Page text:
36In 1925 a grandstand was built from poplar poles to provide the fans with a better view of the finish line. Horse racing became a big time sport with a lot of side betting.
38Chuckwagon races were introduced to the program in the 1930's. Two outriders loaded a stove into the back of a wagon pulled by two horses. Most of the wagons were operated by local ranchers.
"The wagons were camped in the arena with the horses turned loose and the cowboys eating lunch. When the starting gun fired, they broke camp, loaded the stoves and other equipment, caught their horses, hitched their wagons, then sped around the track and back into the arena. The first wagon to show smoke coming from its stove was declared the winner." -Pat Fitzpatrick
40Racing continued as part of the summer celebrations at Wood Mountain until the mid-1950's but long before that rodeo events became the main attraction.
"An Indian brought some horses to the settlement and Fred Brown caught up a buckskin and saddled it up with my brand new $75 California saddle. He held his hand over the pony's head while I got on and then he hit the pony on the rump. I pulled leather for all I was worth and managed to stay on." William Ogle
42Rodeo at Wood Mountain originated with a jackpot bronc riding contest in 1905. Ranchers brought broncs to see if any of the cowboys could ride them.
"All of those boys, like Howard Russell, and Toto Brown and those Parent boys from Montana, and some of the Thomsons and the Ogles were cowboys. They all wanted to ride and they were good riders." -Elizabeth Ogle
44Broncs were eared down (held by the ears) and saddled. Cowboys mounted up and the bronc was turned loose. There was no arena so a rider called the hazer kept the bronc from bucking into the trees. The cowboy who rode the horse to a standstill was the winner of the money in the jackpot.
"People came from far and near to this park-like place at Wood Mountain Post and made a practice of camping two or three days. My mother and I decided to go using a single horse and buggy. There was no visible road but we cut across. The main features were horse racing and broncho riding." Aquina Anderson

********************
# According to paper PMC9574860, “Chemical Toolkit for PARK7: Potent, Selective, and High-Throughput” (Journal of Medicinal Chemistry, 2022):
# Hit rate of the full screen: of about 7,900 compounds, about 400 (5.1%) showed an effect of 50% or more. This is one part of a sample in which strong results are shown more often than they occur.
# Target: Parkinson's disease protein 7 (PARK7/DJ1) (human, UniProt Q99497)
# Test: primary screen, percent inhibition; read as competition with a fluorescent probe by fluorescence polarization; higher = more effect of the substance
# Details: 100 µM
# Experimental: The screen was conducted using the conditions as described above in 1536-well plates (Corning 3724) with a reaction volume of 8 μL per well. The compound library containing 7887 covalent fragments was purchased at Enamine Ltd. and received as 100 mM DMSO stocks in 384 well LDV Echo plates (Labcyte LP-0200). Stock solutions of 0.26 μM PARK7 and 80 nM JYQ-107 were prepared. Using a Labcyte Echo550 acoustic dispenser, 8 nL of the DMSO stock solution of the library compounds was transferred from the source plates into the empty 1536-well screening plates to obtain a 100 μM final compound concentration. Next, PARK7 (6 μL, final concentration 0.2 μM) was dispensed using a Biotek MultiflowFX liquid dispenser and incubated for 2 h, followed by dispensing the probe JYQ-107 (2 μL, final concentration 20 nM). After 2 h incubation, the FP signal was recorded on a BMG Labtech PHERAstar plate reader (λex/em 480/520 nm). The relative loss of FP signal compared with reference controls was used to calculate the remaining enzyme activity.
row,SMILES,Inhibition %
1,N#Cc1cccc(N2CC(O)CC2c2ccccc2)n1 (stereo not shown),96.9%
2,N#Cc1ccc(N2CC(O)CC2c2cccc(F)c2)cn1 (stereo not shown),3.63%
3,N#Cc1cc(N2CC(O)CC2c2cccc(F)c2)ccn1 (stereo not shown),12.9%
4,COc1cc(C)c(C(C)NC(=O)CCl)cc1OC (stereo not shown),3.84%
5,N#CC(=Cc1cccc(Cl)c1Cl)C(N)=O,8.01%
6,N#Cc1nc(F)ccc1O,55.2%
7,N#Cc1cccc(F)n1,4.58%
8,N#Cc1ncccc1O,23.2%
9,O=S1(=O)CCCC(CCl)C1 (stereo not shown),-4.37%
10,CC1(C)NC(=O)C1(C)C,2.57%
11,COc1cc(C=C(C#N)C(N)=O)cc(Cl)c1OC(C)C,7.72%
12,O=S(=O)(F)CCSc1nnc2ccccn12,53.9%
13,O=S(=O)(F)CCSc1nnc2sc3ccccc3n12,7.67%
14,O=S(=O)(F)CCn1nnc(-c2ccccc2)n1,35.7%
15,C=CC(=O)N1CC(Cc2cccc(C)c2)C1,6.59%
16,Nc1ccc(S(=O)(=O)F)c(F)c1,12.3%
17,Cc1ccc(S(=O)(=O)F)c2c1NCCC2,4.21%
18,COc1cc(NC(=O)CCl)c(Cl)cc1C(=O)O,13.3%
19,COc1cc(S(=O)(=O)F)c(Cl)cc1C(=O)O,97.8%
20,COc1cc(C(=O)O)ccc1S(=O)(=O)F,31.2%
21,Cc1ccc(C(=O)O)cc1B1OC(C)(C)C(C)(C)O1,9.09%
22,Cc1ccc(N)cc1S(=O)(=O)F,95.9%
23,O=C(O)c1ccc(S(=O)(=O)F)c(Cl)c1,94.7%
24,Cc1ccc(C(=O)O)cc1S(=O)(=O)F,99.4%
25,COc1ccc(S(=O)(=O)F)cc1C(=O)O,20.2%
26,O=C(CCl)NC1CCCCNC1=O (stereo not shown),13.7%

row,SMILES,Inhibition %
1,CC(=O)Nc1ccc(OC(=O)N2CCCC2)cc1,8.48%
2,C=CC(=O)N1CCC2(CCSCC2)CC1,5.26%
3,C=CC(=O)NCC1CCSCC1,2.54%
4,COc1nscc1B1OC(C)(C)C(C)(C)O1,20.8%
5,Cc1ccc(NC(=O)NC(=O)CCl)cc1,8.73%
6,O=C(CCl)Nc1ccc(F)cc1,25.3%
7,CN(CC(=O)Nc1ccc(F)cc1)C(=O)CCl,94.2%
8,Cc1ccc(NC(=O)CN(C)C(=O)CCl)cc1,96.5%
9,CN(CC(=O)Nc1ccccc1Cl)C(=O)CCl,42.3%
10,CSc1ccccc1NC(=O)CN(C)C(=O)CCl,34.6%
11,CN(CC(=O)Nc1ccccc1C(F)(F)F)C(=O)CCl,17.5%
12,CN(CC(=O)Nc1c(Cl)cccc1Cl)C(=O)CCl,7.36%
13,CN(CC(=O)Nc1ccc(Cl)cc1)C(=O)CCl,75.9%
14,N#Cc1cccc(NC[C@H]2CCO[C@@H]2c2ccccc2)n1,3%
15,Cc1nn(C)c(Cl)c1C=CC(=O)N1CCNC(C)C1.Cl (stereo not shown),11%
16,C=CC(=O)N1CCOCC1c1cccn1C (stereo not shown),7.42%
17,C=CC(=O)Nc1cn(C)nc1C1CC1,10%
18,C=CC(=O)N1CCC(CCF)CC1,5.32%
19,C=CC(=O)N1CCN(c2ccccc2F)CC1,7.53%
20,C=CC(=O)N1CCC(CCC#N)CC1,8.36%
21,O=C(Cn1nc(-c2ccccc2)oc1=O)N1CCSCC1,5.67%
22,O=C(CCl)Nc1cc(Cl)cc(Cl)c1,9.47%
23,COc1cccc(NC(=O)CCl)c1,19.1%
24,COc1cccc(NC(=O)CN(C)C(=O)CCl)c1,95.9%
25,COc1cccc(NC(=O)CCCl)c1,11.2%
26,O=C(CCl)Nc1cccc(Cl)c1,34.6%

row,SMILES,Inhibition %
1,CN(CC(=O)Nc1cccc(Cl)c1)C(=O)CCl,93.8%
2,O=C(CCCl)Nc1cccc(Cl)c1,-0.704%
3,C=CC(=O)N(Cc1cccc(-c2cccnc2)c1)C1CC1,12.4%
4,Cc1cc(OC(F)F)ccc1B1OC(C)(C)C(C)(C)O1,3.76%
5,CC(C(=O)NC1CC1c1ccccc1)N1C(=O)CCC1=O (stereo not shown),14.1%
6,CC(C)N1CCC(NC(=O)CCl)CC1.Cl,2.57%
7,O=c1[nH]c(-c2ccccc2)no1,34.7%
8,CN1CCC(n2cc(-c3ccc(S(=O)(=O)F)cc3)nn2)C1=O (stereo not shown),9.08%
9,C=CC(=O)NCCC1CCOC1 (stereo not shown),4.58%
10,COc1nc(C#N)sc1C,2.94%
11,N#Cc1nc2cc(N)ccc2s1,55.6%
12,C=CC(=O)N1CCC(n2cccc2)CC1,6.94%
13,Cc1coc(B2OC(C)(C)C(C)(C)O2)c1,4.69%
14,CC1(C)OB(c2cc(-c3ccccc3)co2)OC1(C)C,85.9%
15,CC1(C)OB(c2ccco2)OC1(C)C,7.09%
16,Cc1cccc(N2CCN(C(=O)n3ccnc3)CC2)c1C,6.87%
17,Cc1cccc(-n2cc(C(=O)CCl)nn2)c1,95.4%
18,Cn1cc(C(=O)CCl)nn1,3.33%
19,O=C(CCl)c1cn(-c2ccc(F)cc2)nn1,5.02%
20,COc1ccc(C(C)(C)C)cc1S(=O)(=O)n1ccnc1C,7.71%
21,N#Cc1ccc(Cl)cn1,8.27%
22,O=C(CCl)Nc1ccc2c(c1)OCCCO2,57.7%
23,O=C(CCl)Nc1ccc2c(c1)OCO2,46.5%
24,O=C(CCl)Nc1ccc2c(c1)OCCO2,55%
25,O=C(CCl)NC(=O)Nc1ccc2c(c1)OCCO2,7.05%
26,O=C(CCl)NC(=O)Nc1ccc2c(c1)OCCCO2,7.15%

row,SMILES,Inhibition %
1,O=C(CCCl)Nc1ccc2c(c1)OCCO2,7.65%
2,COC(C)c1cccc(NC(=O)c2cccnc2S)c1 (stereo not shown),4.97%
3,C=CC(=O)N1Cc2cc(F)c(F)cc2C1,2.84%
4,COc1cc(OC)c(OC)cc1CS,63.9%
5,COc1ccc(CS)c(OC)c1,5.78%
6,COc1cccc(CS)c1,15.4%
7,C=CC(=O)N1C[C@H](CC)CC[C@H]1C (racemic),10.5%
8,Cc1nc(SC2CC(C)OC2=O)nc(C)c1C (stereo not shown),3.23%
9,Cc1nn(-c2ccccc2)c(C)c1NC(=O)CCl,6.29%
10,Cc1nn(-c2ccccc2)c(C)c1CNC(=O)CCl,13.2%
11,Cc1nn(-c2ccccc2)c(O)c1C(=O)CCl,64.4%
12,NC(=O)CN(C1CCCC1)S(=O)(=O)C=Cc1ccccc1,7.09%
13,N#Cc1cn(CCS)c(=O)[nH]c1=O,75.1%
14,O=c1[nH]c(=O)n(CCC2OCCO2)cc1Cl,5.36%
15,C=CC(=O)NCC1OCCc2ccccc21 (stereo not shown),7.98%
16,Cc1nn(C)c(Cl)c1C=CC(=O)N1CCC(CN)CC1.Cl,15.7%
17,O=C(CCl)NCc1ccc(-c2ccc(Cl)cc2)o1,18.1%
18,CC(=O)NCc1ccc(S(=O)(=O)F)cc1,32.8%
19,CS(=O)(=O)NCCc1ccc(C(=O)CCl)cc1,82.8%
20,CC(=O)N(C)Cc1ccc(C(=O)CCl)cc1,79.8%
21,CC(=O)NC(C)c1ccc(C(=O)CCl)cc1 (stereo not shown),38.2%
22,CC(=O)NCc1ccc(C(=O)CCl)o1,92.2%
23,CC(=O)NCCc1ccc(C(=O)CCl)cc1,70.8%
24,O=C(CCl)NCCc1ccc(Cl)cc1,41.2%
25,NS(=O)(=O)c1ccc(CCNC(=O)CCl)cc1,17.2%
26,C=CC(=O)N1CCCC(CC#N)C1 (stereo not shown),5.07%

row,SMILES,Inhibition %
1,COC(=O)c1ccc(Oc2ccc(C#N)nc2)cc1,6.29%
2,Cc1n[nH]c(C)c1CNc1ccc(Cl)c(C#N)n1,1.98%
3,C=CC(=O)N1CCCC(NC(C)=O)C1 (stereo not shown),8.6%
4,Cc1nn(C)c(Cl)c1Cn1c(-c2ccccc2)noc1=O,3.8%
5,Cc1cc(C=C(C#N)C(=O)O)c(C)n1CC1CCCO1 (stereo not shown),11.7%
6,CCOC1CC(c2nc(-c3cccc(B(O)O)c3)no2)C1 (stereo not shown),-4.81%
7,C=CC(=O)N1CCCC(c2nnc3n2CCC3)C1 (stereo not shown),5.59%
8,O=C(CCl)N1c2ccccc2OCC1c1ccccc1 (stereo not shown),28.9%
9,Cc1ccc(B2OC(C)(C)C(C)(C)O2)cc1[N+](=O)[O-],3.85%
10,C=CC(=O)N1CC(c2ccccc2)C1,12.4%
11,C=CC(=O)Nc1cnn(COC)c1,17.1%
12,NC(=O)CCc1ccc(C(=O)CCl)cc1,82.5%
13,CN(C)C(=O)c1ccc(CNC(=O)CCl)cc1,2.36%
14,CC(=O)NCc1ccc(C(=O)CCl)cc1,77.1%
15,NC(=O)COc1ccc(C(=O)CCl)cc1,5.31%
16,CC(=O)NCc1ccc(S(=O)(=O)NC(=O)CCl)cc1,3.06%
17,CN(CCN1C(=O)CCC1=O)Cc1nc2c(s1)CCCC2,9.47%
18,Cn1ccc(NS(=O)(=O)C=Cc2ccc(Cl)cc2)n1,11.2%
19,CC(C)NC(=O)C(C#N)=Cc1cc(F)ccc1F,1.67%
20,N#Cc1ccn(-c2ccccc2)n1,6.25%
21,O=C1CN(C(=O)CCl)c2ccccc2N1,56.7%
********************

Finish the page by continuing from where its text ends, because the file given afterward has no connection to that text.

46In 1909 Wood Mountain organized its own Turf Club. The first president was rancher William Ogle.
"When the Turf Club was formed my dad was a member. A sports day was held every year. I used to ride broncs and steers. My sister Myrtle known as 'Toots' rode in the races." -Gerald Hollenback, 1925
48Arthur Forwood, a young homesteader, was the secretary of the Wood Mountain Turf Club for nearly fifteen years. Members paid a fee called a subscription to belong to the club.
This money was then used to construct facilities such as the race track or to pay prizes.
"The family always looked forward to the Wood Mountain Stampede where they camped for a few days while it was on. Arthur helped organize the Wood Mountain Turf Club." -Peploe Forwood
50Besides horse racing the Turf Club promoted bronc riding. In 1912 Lawrence (Toto) Brown, the son of a former NWMP and a Lakota woman, won the $15.00 prize money in the bronc riding contest.
52Baseball was an added feature which attracted many local teams from various townships.
"There used to be the local teams, like Bill Horne would bring a team up from Killdeer and the V-V team would come from Fir Mountain, and they were good, they'd even beat those semi-professional teams that came from Scobey and places like that." -Gene Anderson
54After World War I the Wood Mountain Races became known as the Wood Mountain Sports. Special posters were printed, and distributed and the events drew cowboys, jockeys, ball players and spectators from all over southern Saskatchewan.
56Calf roping was added to the program. Ropers used a sixty or even eighty foot rope, and it had to be free of the saddle when the roper dismounted to tie the calf. A small rope called a pigging string was used to tie three legs of the calf together. The roper who tied the calf in the fastest time won the event. This was the first timed event in the rodeo.
58Bareback bronc riding and steer riding became exhibition events. Instead of the riders paying an entry fee, the riders were paid mount money for showing up and getting on. Each rider wore an entry number on his shirt.
"In those days bareback riders would use two hands to hang on and I learned how to ride with two feet on the same side. I was one of the first riders to do this and later on Harvey Cameron , Floyd Collins and others learned this way also. It was mostly for show." -Pete Lethbridge
60Bronc riding was the feature event of the rodeo. Riders sometimes used a form fitting saddle, one with a swell front and a large undercut to give the cowboys better grip.
"I remember the rodeo in 1913. There was a big crowd for such a new country. People came horseback, in buggies and democrats and the odd Model T Ford. Some of the riders were Toto and Soak Brown, Pete Lethbridge, Ed Longpre, Dan Henderson and the Schufelt boys. There was nearly straight bronc riding." -Elvin Edwards
62In the 1920's it was acceptable for bronc riders to use a quirt to make a bronc buck . A lot of the gear like chaps and quirts, vests and even saddles was made by the cowboys at Wood Mountain.
64Prize money was paid for calf roping, steer roping and bronc riding. In 1923, Pete Lethbridge won $40 for first money. A total of $200 was paid out in prizes.
The rodeo events were gradually becoming the major attraction at the Wood Mountain Sports.